This is femmephobia, and this is cis gay males making “passing as straight” a high valued trait.  Now I am no ships counselor, but I get the sense that a lot of these guys would also probably be self loathing gay people.

Now I’ve heard people defend this practice, saying that preference and prejudice are not the same thing.  I am inclined to agree, but I also think the line between the two is incredibly small.  Obviously people can’t change who they are attracted to or what traits they are attracted to, but I am nervous about categorically dismissing people as unattractive.  I feel like it limits your ability to encounter someone who may be wonderful for you, but who doesn’t fit the list that you have predetermined to be attractive. 

And even if I grant that not being attracted to femininity is a valid preference (of which I am unconvinced), the way that it is being communicated is wrong.  It is unscientific, and I don’t have a suggestion on a “right” way to do it, but reading that stuff listed above just makes me feel….icky. Icky and sad.  This “preference” has for some reason been elevated by gay males to the point where it can be immediately listed without consequence.    

I now have a great feeling of pity for the men who are putting these kinds of things out for the world, but it certainly hurt my confidence.  I suspect I am not the only one either, and here are some questions I noticed would start to run through my head.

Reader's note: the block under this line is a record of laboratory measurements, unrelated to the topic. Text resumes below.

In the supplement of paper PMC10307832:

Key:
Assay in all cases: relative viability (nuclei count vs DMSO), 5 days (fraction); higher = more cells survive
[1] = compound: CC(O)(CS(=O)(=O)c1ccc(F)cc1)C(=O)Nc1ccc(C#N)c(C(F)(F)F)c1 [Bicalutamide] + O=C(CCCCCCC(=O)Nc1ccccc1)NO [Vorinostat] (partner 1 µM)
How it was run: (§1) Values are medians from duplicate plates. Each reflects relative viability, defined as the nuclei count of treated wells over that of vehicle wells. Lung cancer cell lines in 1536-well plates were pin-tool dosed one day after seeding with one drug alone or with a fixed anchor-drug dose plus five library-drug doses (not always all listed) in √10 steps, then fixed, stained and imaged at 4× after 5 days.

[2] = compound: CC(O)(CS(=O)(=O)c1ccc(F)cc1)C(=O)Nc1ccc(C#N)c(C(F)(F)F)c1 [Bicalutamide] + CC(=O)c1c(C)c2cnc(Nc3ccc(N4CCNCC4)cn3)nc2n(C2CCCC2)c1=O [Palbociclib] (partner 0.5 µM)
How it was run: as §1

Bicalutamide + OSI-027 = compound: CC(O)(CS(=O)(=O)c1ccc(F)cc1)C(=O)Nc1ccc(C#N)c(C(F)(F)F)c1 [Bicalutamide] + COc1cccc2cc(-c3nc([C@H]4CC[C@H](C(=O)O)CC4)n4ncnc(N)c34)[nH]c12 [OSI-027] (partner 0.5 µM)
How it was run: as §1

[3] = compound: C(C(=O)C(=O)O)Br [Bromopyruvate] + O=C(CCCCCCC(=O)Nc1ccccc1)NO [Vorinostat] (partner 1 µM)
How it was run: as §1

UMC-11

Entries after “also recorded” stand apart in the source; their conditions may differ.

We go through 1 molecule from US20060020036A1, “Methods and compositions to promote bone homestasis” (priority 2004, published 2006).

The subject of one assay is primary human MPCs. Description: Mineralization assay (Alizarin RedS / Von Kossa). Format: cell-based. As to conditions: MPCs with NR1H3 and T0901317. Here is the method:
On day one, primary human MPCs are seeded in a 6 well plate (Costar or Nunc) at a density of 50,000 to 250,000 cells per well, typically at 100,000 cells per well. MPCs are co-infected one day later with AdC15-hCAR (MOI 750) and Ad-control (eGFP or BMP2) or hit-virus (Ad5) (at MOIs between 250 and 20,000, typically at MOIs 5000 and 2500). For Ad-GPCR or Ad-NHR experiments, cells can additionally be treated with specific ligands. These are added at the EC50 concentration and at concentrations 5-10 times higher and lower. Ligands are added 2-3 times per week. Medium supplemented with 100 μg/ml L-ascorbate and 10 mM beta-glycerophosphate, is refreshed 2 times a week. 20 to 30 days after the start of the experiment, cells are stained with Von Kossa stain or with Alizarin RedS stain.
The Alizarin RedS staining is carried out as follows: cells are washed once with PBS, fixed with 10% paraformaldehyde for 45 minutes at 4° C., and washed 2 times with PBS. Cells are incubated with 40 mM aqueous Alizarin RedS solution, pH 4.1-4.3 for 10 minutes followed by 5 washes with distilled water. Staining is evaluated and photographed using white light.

Am I masculine enough to talk to these guys? Should I change my behavior again to be attractive? 
No one should feel the need to ask themselves those questions.  

And let there be no mistake, that I am not speaking out as an enlightened person who doesn’t struggle with this at all.  For example, my first boyfriend did drag show performances, and I was very self conscious about that at first.  Clearly there is stuff regarding expressions of masculinity and femininity that I still need to work on.

We can shame each other, and make what is a “bad image” amongst ourselves the enemy, when the real “enemy” is heteronormativity and cisnormativity. I fear that the truth is that we have been, on the whole, silent as new form of oppression festered and solidified itself within the community.  We have substituted out heteronormative complimentariansim for homonormative complimentariansim.  One that locks us in to playing roles that are extremely dishonest to the person we were created to be.  One that does nothing to weaken the patriarchal system we were all born into.  

Seeking out a political “path of least resistance” is not necessarily a bad thing, but sidelining more feminine members of our community in the process is.  

Naturally more masculine gay men, ending this is in your best interest too.

Children shouldn’t be asking if they are behaving masculine enough or feminine enough, they should be asking if they are behaving honest enough; are they being true to the person they are? 

Like I said before, I am a person who still struggles with this, and don’t I don’t pretend to have a solution, but I hope this can be more of an open conversation.  A conversation that is had from the podiums as leaders in our community speak, inside our spaces, and between friends. 

The promise that our community has, is that there is beautify and life and fulfillment to be found outside of the binaries that have been policed in the past.  My goal is that the femmephobia that affected me growing up, will not affect the next generation of gay men who grow up.